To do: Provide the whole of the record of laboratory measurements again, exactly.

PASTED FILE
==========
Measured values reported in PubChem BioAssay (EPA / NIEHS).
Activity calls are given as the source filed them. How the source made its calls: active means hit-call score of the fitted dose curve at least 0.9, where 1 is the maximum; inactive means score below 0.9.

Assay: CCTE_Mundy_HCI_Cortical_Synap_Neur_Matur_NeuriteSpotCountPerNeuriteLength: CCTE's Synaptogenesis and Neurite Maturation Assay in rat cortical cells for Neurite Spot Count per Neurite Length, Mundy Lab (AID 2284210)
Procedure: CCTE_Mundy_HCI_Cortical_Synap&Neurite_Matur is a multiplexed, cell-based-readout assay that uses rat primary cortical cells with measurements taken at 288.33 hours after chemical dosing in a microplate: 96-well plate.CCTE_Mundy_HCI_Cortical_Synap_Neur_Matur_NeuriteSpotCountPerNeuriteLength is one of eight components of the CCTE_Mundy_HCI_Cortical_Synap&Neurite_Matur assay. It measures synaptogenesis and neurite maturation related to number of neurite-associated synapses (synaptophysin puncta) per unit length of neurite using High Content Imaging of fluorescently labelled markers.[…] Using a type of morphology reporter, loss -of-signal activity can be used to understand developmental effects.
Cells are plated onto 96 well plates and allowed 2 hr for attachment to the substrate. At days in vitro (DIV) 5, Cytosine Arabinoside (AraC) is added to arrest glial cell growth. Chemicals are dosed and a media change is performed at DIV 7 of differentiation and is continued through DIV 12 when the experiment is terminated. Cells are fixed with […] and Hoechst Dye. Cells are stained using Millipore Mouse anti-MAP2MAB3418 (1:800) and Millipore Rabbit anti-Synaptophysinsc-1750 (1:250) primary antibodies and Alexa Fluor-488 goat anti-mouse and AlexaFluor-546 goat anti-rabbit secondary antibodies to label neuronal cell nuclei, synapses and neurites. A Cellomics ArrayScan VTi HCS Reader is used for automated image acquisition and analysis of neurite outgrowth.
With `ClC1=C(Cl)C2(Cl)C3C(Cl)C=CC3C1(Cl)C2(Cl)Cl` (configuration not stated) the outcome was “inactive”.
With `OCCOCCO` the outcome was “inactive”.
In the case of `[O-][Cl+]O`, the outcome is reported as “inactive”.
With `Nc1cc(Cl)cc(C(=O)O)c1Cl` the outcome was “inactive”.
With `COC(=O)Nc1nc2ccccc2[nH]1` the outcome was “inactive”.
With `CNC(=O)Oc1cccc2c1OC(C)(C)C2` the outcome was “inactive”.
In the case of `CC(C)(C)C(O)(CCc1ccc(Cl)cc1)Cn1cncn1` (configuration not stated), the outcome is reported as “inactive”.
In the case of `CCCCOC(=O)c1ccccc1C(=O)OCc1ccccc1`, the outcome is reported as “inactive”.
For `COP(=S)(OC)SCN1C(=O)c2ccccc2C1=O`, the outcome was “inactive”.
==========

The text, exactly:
Measured values reported in PubChem BioAssay (EPA / NIEHS).
Activity calls are given as the source filed them. How the source made its calls: active means hit-call score of the fitted dose curve at least 0.9, where 1 is the maximum; inactive means score below 0.9.

Assay: CCTE_Mundy_HCI_Cortical_Synap_Neur_Matur_NeuriteSpotCountPerNeuriteLength: CCTE's Synaptogenesis and Neurite Maturation Assay in rat cortical cells for Neurite Spot Count per Neurite Length, Mundy Lab (AID 2284210)
Procedure: CCTE_Mundy_HCI_Cortical_Synap&Neurite_Matur is a multiplexed, cell-based-readout assay that uses rat primary cortical cells with measurements taken at 288.33 hours after chemical dosing in a microplate: 96-well plate.CCTE_Mundy_HCI_Cortical_Synap_Neur_Matur_NeuriteSpotCountPerNeuriteLength is one of eight components of the CCTE_Mundy_HCI_Cortical_Synap&Neurite_Matur assay. It measures synaptogenesis and neurite maturation related to number of neurite-associated synapses (synaptophysin puncta) per unit length of neurite using High Content Imaging of fluorescently labelled markers.[…] Using a type of morphology reporter, loss -of-signal activity can be used to understand developmental effects.
Cells are plated onto 96 well plates and allowed 2 hr for attachment to the substrate. At days in vitro (DIV) 5, Cytosine Arabinoside (AraC) is added to arrest glial cell growth. Chemicals are dosed and a media change is performed at DIV 7 of differentiation and is continued through DIV 12 when the experiment is terminated. Cells are fixed with […] and Hoechst Dye. Cells are stained using Millipore Mouse anti-MAP2MAB3418 (1:800) and Millipore Rabbit anti-Synaptophysinsc-1750 (1:250) primary antibodies and Alexa Fluor-488 goat anti-mouse and AlexaFluor-546 goat anti-rabbit secondary antibodies to label neuronal cell nuclei, synapses and neurites. A Cellomics ArrayScan VTi HCS Reader is used for automated image acquisition and analysis of neurite outgrowth.
With `ClC1=C(Cl)C2(Cl)C3C(Cl)C=CC3C1(Cl)C2(Cl)Cl` (configuration not stated) the outcome was “inactive”.
With `OCCOCCO` the outcome was “inactive”.
In the case of `[O-][Cl+]O`, the outcome is reported as “inactive”.
With `Nc1cc(Cl)cc(C(=O)O)c1Cl` the outcome was “inactive”.
With `COC(=O)Nc1nc2ccccc2[nH]1` the outcome was “inactive”.
With `CNC(=O)Oc1cccc2c1OC(C)(C)C2` the outcome was “inactive”.
In the case of `CC(C)(C)C(O)(CCc1ccc(Cl)cc1)Cn1cncn1` (configuration not stated), the outcome is reported as “inactive”.
In the case of `CCCCOC(=O)c1ccccc1C(=O)OCc1ccccc1`, the outcome is reported as “inactive”.
For `COP(=S)(OC)SCN1C(=O)c2ccccc2C1=O`, the outcome was “inactive”.